SIDNEY TOWNSHIP – A representative from Apex Wind Energy made his pitch to a very skeptical audience at Monday’s Sidney Township Board meeting.
Apex Development Manager Albert Jongewaard spoke to an audience of about 120 people who were gathered outdoors at Sidney Township Park due to the coronavirus pandemic. He said he’s been made aware of the many concerns of the public and said the goal of the company is to work with the community, not against it, in pursuing the construction of wind turbines.
“I’m here as a guest who is trying to be as open and informative as I can be,” Jongewaard said. “I don’t have to sit here and make up lies and stories. If I start lying to you today, I wouldn’t really have a job because it gets caught pretty quickly. I’m going to be upfront. You might not like what I have to say, but I am going to answer your questions and be upfront about what we are doing.”
Jongewaard said while the company is aiming to install 75 turbines in Montcalm County, those would be dispersed throughout the county’s townships with a goal set to minimize the overall footprint of the operation. He said each turbine is currently proposed to be installed with a minimum setback of 1,250 feet from residences, with a proposed height of around 600 feet for each turbine.
“We’re not working in all of Sidney Township and we’ll also have setbacks from areas like lakes,” he said. “In addressing concerns about visual impacts, we understand people pay money and want to come in and enjoy their vacation home out here, we’re taking that into consideration.”
Jongewaard said his company has no power regarding eminent domain and will only work to install wind turbines on private properties with landowners who agree to sign a lease with the company.
“We can’t force anybody to do anything they don’t want,” he said. “Signing the leases, it’s a one-on-one conversation. We have to answer in good faith and that’s going to force us to go the extra mile and be open to folks. We can’t touch anyone’s property if you don’t have a wind lease.”
Jongewaard then took time to address concerns he believes have been taken out of context.
“Some of the stuff I’ve seen, at least on Facebook, or that I’ve been sent or asked about … frankly, it just isn’t very accurate, it’s not true and some of it is misleading or is old information,” he said.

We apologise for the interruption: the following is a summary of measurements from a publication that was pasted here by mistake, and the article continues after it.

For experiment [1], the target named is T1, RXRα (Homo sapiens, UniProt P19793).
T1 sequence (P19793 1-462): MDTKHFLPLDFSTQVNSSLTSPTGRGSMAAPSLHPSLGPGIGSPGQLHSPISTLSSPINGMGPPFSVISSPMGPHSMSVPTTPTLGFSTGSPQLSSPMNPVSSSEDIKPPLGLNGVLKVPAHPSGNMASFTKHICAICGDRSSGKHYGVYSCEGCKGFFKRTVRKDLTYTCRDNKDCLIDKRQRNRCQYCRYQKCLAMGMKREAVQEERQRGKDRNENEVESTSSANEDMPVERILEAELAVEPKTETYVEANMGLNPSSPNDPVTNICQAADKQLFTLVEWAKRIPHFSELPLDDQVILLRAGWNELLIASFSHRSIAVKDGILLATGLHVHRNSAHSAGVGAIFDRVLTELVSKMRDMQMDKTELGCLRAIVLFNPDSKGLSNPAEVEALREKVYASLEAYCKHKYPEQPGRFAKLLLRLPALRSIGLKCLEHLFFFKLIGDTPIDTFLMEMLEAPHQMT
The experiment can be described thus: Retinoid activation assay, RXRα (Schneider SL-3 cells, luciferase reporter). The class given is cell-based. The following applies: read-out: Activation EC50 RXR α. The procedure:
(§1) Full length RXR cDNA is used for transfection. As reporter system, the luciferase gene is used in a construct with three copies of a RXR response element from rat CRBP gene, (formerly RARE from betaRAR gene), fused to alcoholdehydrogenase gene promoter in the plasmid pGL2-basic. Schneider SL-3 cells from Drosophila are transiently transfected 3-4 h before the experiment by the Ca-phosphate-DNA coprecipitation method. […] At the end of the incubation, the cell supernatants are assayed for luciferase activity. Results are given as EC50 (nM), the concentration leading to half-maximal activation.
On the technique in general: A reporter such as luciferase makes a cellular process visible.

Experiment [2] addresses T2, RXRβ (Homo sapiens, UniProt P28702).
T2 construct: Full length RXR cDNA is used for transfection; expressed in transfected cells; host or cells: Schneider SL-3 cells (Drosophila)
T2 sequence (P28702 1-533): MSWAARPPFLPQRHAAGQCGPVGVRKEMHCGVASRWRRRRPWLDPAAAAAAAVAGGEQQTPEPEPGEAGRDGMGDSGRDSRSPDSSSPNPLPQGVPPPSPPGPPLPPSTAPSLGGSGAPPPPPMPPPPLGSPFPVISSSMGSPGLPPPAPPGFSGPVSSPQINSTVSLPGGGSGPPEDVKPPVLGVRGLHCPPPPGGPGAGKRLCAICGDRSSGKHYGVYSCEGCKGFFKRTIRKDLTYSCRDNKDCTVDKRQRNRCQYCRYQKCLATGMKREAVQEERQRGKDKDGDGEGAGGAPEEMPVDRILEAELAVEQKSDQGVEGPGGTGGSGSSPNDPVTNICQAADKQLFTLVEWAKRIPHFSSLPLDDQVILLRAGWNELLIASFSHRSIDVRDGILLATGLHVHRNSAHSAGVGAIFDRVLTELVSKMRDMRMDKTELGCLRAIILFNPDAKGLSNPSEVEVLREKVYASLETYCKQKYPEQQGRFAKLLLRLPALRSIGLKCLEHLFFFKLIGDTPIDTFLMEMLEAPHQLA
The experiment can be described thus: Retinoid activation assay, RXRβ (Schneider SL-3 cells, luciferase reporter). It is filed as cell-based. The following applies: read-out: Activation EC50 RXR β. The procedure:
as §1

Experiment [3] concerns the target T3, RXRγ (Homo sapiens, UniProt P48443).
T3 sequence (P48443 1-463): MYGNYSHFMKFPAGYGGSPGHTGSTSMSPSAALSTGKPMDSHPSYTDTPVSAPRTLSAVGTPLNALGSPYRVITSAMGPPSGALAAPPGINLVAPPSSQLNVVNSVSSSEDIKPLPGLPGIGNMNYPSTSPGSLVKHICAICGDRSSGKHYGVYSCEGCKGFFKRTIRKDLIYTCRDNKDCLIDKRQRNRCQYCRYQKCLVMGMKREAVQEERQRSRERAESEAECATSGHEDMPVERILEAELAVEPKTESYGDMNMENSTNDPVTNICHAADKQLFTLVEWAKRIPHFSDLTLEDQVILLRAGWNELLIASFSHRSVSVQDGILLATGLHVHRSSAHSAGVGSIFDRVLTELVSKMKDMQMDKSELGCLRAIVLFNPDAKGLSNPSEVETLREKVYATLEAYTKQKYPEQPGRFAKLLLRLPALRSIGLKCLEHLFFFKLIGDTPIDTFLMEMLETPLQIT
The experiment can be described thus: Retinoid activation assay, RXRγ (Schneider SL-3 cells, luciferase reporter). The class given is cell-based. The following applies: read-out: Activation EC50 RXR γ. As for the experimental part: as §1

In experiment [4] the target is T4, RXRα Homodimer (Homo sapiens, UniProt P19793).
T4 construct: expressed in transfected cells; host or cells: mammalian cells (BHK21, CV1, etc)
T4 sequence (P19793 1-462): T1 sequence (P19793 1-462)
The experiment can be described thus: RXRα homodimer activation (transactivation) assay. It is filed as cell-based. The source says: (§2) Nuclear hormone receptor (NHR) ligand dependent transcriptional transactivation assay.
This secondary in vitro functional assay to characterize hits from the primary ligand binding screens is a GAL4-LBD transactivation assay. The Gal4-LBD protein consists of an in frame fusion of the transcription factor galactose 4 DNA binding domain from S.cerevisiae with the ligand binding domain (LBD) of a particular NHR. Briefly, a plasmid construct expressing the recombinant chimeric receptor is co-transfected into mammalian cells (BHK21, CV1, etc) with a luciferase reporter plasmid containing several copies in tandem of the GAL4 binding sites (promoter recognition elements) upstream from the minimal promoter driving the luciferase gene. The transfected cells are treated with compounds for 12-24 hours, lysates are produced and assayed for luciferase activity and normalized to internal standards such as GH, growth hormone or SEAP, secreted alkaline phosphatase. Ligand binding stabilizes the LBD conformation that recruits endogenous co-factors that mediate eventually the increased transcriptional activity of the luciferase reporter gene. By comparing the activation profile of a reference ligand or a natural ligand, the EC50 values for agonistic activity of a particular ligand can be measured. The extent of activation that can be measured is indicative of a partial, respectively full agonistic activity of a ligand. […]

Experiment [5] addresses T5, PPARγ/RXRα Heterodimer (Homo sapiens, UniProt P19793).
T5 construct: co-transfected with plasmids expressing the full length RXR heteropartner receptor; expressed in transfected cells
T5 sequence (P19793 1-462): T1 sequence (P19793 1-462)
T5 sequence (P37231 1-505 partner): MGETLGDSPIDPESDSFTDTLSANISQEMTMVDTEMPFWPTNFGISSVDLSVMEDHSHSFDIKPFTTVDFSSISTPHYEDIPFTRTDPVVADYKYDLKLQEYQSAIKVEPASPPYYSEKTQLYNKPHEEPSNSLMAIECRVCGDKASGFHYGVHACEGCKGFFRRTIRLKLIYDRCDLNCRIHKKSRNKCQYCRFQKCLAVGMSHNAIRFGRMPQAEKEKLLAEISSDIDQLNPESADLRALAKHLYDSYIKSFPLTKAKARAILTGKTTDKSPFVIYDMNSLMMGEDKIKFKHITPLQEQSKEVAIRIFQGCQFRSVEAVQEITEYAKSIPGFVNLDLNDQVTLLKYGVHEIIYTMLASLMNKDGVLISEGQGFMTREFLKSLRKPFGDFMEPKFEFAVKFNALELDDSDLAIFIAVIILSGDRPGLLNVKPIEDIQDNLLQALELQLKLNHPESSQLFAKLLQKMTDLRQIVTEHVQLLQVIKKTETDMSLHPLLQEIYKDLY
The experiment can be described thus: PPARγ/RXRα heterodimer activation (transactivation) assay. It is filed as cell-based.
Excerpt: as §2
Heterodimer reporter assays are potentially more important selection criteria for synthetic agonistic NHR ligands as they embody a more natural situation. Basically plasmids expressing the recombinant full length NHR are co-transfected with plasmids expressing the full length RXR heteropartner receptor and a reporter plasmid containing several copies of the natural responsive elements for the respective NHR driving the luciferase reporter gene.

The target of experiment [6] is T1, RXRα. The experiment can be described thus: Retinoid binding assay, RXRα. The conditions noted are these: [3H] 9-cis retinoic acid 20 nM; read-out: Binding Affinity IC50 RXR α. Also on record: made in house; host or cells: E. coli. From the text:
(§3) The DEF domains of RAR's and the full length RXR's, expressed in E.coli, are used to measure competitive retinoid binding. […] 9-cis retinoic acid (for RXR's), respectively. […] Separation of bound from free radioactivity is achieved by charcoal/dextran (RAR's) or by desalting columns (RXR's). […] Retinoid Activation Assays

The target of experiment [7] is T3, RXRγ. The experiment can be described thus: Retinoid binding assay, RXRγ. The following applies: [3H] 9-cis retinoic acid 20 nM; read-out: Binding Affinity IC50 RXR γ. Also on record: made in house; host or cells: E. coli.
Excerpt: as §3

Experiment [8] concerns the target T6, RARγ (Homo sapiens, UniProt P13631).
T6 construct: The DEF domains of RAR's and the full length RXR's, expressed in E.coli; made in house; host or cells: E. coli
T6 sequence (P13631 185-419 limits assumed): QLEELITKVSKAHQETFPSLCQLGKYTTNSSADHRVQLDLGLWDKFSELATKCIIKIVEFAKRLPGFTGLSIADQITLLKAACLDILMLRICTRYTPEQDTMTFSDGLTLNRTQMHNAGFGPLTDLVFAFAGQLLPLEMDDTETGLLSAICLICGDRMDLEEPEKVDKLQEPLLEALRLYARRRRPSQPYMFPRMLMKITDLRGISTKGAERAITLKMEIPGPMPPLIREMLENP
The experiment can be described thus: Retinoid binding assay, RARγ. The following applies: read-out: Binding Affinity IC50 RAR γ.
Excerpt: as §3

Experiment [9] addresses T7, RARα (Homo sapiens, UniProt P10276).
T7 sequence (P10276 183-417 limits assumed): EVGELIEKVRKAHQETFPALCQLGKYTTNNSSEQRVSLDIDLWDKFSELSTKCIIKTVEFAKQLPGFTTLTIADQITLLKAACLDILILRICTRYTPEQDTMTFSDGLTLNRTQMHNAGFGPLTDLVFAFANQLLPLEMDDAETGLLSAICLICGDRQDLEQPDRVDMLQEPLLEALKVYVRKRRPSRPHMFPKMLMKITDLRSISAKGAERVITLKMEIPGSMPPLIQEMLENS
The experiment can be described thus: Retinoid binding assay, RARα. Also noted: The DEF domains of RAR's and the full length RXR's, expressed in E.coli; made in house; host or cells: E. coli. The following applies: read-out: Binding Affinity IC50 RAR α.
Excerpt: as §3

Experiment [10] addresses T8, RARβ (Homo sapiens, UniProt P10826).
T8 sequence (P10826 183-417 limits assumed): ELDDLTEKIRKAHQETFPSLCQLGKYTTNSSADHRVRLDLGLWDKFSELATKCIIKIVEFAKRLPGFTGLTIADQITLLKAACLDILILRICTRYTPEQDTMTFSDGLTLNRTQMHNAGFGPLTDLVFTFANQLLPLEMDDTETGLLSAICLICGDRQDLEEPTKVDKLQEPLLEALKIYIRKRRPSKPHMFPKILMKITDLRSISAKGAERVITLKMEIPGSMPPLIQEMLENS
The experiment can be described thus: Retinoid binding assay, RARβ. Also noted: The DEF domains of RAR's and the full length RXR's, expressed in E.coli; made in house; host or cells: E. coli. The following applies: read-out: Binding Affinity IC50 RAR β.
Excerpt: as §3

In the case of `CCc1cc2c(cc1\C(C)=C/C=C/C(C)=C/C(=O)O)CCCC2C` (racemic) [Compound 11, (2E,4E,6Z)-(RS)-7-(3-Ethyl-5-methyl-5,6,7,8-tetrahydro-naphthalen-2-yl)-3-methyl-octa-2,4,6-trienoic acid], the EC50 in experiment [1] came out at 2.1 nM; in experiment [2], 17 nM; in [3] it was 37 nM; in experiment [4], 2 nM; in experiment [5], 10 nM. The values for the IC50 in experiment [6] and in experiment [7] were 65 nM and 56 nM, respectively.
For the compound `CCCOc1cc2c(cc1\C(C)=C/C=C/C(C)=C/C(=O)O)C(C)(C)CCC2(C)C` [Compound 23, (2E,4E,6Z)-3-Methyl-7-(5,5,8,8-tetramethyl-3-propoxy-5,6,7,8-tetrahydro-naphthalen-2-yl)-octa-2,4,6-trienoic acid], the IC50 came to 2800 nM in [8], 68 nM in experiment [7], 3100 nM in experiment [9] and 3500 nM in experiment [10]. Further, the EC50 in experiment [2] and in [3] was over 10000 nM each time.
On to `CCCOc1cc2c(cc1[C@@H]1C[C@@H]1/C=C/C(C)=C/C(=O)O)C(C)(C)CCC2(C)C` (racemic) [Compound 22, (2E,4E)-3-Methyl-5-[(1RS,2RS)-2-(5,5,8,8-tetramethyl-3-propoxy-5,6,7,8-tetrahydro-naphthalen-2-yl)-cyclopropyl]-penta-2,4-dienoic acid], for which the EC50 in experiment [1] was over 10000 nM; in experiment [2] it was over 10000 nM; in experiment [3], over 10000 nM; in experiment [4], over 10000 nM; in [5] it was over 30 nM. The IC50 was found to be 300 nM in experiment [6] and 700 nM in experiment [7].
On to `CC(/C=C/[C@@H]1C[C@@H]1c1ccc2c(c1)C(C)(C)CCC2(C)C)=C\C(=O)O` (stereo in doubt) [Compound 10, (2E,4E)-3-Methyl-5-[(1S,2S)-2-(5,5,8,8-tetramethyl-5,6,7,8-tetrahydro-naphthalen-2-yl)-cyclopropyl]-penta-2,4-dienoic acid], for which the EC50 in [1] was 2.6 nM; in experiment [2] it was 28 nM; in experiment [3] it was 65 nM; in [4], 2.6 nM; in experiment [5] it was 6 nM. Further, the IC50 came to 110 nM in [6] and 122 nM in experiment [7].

Following Jongewaard’s comments, members of the audience continued to express disbelief.
“Apex is here tonight and has preached to us all the positives of wind energy, but please understand this is a sales pitch performed by well-paid salespeople and they are very good at their craft,” Sidney Township resident Andy Welch said. “Please do your own homework and fact-check them. Educate yourselves on the potential negatives that they will not tell you and please be sure to inform your neighbors.”
Regarding health concerns related to wind turbines, a topic brought up by numerous people in the audience, Jongewaard said there are no known adverse health effects to humans or livestock that have been documented “in any credible way.”
According to the World Health Organization’s (WHO) environmental noise guidelines, for average noise exposure of a turbine, it is recommended to reduce noise levels produced by wind turbines to below 45 dB (decibels), as wind turbine noise above that level “is associated with adverse health effects” described as “noise annoyance.”
According to the WHO, noise annoyance is “a feeling of displeasure associated with any agent or condition, known or believed by an individual or group to adversely affect them,” and as a result, “people may feel a variety of negative emotions when exposed to community noise, and may report anger, disappointment, dissatisfaction, withdrawal, helplessness, depression, anxiety, distraction, agitation, or exhaustion.”
Jongewaard acknowledged the possibility of noise annoyance from wind turbines, stating that turbines generate low-frequency noise and “infrasound,” but remained firm on his stance that wind turbines do not lead to any serious health ailments.